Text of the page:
The collector urchin (Tripneustes gratilla) is a species of sea urchin. Collector urchins are found at depths of 2 to 30 metres (7 to 100 ft) in the waters of the Indo-Pacific, Hawaii, the Red Sea, and The Bahamas. They can reach 10 to 15 centimetres (4 to 6 in) in size.
Collector urchins are dark in color, usually bluish-purple with white spines. The pedicles are also white, with a dark or black base. Individuals found at Green Island had orange-tipped spines. The spines of some specimens are wholly orange, while those of others are only orange-tipped or completely white. This color disappears when the individual dies or is taken out of the ocean, and is difficult to preserve. Collector urchins reach 10 to 15 centimetres (4 to 6 in) in size. Debris tends to “collect” on these urchins, hence their name.
Unlike some other sea urchins, collector urchins graze continually, day and night. They graze near the substrate, and their diet includes algae, periphyton, and seagrass. Most collector urchins feed on seagrass fronds; this has an ecological impact varying with the season and abundance of the urchins. They feed voraciously between November and January; one study found they consumed up to or in excess of half of seagrass production. On an annual basis, however, the same study concluded that about 24% of seagrass production is consumed by the collector urchin. The seagrass species grazed are mainly Thalassodendron ciliatum and Syringodim isoetifolium, but other algae may also be consumed.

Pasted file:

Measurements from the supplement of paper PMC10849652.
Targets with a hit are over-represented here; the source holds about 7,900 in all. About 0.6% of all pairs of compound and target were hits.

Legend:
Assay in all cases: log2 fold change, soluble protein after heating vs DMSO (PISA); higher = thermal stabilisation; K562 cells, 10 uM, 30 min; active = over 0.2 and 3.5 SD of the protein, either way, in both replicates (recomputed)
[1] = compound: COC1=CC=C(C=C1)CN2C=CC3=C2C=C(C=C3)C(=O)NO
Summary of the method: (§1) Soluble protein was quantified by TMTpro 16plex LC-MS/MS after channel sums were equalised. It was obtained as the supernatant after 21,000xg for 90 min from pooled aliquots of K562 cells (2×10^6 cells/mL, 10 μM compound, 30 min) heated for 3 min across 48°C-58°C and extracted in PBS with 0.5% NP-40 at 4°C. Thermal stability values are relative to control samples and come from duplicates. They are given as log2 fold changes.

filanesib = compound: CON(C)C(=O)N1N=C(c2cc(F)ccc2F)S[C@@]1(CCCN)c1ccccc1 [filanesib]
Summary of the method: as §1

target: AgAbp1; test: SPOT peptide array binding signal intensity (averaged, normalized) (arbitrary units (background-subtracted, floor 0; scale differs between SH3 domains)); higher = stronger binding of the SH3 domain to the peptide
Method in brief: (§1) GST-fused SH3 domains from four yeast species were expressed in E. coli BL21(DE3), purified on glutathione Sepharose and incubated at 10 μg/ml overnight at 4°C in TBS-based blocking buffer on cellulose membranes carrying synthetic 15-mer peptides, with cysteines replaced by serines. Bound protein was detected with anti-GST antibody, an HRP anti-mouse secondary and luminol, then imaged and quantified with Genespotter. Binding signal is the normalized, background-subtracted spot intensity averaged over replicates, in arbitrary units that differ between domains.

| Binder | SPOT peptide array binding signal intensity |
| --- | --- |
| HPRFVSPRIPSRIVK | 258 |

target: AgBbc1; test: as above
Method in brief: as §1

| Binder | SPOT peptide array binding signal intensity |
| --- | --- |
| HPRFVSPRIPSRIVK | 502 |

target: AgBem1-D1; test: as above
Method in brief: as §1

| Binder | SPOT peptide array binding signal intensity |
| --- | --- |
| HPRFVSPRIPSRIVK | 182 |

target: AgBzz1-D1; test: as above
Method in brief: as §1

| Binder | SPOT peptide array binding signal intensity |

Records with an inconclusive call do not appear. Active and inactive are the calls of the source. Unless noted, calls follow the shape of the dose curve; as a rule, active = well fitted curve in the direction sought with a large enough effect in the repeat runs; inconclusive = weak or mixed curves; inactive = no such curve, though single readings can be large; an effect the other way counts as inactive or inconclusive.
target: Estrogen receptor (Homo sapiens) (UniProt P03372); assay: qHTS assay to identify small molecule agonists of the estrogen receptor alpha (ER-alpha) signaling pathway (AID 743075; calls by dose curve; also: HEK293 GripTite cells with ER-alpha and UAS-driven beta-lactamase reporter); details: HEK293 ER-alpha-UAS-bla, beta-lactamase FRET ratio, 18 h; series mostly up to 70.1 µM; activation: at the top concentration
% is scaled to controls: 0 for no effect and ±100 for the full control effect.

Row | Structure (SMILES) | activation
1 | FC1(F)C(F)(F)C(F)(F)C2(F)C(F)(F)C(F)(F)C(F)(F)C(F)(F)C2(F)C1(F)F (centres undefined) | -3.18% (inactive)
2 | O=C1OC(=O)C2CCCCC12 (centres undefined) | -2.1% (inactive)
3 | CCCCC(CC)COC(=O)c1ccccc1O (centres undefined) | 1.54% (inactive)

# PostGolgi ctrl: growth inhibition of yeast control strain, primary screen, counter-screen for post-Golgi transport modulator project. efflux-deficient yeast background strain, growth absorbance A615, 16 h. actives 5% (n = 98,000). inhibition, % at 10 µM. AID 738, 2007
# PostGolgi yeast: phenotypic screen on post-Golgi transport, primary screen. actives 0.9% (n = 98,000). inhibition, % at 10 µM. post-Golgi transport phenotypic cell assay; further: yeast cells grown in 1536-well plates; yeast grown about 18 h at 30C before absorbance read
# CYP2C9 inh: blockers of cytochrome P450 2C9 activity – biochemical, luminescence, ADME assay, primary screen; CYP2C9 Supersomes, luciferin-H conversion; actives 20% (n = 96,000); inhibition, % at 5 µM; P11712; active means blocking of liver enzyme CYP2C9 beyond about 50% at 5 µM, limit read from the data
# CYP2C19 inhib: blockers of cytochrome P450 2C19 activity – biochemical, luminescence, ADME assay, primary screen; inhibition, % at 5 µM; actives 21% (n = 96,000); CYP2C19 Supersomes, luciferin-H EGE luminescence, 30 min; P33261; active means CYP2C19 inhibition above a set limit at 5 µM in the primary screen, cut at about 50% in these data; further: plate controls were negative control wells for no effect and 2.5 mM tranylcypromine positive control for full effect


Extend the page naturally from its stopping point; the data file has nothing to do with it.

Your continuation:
Collector urchins are prey for puffer fish, octopus and humans as food dish.